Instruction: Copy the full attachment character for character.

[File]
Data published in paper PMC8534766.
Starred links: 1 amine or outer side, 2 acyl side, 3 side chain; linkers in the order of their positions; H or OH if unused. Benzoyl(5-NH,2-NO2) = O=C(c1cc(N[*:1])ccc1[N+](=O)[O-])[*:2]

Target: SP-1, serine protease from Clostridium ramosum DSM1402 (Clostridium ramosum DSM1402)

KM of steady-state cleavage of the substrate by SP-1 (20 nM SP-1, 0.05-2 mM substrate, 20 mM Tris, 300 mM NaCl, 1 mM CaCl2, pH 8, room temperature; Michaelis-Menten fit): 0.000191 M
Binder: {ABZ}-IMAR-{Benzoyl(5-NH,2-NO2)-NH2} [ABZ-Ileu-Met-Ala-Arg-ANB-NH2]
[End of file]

Data published in paper PMC8534766.
Starred links: 1 amine or outer side, 2 acyl side, 3 side chain; linkers in the order of their positions; H or OH if unused. Benzoyl(5-NH,2-NO2) = O=C(c1cc(N[*:1])ccc1[N+](=O)[O-])[*:2]

Target: SP-1, serine protease from Clostridium ramosum DSM1402 (Clostridium ramosum DSM1402)

KM of steady-state cleavage of the substrate by SP-1 (20 nM SP-1, 0.05-2 mM substrate, 20 mM Tris, 300 mM NaCl, 1 mM CaCl2, pH 8, room temperature; Michaelis-Menten fit): 0.000191 M
Binder: {ABZ}-IMAR-{Benzoyl(5-NH,2-NO2)-NH2} [ABZ-Ileu-Met-Ala-Arg-ANB-NH2]